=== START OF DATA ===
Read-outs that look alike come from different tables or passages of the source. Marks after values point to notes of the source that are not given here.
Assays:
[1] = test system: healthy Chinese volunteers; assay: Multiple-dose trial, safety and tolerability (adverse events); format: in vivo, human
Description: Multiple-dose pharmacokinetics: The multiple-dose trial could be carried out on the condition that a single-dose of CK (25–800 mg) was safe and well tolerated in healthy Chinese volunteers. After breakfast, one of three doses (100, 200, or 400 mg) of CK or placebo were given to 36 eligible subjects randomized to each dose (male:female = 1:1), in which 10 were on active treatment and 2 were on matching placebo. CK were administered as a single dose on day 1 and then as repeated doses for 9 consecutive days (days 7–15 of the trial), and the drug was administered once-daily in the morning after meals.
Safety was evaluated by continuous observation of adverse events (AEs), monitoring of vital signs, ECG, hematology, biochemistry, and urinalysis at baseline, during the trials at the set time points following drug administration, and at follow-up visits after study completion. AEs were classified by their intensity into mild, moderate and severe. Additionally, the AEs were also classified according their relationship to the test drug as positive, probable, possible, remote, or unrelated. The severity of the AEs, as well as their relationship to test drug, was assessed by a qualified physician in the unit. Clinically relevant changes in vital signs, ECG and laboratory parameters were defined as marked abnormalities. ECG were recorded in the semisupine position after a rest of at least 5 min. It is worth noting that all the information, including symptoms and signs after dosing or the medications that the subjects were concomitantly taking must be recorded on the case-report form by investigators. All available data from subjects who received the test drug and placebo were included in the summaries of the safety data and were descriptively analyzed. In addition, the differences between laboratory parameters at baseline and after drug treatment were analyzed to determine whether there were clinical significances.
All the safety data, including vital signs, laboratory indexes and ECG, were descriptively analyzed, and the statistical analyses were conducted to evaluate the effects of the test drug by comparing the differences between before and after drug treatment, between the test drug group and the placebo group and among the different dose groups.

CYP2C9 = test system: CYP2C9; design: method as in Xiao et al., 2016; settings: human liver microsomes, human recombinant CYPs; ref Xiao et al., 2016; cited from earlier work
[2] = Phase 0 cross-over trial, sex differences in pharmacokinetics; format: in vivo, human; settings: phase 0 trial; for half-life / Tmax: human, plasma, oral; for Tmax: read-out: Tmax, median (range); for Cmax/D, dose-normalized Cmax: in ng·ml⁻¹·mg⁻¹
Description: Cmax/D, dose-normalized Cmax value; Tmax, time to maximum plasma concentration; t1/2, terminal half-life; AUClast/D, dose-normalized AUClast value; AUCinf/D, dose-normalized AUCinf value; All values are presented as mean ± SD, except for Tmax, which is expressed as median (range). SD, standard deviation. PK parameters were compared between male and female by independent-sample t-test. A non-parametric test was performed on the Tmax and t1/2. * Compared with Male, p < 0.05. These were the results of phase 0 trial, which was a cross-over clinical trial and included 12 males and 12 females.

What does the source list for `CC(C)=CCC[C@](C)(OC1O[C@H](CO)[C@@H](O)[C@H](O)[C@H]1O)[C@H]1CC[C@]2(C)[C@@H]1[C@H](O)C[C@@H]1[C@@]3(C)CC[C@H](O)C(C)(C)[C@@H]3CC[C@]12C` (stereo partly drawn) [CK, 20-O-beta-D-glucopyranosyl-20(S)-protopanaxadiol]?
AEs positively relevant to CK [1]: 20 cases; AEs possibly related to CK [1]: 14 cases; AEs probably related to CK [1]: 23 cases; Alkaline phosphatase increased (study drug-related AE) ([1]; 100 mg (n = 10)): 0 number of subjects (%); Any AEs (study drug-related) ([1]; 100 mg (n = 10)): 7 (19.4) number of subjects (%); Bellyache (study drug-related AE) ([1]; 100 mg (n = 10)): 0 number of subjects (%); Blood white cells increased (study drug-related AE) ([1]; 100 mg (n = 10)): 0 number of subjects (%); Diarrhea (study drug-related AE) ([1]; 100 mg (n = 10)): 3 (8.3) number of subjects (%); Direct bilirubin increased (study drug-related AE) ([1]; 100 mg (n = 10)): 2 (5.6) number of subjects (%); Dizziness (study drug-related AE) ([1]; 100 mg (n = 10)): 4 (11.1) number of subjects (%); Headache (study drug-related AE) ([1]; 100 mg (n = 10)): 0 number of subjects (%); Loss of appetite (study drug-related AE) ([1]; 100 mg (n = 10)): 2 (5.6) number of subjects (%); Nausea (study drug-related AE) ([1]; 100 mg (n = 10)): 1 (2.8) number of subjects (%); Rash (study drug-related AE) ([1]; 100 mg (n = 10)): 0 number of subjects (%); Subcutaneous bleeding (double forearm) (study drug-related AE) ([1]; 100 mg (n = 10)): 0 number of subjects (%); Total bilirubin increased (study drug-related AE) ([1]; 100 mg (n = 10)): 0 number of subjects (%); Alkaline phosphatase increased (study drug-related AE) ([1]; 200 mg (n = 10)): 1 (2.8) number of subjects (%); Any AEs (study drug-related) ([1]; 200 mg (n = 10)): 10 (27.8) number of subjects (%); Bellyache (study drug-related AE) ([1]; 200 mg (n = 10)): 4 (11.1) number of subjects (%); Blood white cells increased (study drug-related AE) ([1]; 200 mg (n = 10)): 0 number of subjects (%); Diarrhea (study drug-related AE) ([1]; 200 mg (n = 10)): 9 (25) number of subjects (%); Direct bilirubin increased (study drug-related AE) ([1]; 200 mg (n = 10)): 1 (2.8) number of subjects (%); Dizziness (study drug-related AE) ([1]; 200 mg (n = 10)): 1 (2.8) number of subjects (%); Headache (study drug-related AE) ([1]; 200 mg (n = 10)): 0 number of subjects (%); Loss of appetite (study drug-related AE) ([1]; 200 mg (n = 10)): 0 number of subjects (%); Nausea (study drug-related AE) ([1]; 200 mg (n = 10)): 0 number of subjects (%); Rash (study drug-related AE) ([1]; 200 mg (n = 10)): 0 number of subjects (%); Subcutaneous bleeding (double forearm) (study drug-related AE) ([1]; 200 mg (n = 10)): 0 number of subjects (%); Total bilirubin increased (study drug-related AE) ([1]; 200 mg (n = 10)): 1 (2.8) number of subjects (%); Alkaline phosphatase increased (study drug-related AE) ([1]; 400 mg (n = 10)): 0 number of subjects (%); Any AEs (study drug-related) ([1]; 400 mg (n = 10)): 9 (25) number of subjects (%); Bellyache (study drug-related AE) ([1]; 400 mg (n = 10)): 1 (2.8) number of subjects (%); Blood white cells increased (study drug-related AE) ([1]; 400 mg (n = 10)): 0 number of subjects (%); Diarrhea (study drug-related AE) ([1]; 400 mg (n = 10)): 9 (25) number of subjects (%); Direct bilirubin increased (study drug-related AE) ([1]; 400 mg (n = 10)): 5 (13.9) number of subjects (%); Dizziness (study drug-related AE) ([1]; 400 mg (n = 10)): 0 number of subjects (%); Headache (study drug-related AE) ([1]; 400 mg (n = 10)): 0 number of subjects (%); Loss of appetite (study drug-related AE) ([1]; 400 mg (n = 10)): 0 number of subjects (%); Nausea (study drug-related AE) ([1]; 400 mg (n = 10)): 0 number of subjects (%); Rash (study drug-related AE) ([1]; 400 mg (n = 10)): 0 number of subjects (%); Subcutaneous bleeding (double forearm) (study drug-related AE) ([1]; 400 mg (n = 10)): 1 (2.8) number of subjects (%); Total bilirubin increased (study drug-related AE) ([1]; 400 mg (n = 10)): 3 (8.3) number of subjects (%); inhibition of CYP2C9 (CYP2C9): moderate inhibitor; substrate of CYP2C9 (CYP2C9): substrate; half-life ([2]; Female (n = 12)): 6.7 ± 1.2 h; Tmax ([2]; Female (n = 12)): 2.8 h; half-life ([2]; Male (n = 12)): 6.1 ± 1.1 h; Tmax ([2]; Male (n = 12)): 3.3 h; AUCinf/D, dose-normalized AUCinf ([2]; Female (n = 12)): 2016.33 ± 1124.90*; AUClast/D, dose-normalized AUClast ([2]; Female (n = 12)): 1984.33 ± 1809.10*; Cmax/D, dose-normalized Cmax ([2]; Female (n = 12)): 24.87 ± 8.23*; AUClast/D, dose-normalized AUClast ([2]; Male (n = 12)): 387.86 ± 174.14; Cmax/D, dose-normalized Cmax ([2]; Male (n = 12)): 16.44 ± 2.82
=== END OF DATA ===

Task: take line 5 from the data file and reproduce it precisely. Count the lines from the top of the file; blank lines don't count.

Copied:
Safety was evaluated by continuous observation of adverse events (AEs), monitoring of vital signs, ECG, hematology, biochemistry, and urinalysis at baseline, during the trials at the set time points following drug administration, and at follow-up visits after study completion. AEs were classified by their intensity into mild, moderate and severe. Additionally, the AEs were also classified according their relationship to the test drug as positive, probable, possible, remote, or unrelated. The severity of the AEs, as well as their relationship to test drug, was assessed by a qualified physician in the unit. Clinically relevant changes in vital signs, ECG and laboratory parameters were defined as marked abnormalities. ECG were recorded in the semisupine position after a rest of at least 5 min. It is worth noting that all the information, including symptoms and signs after dosing or the medications that the subjects were concomitantly taking must be recorded on the case-report form by investigators. All available data from subjects who received the test drug and placebo were included in the summaries of the safety data and were descriptively analyzed. In addition, the differences between laboratory parameters at baseline and after drug treatment were analyzed to determine whether there were clinical significances.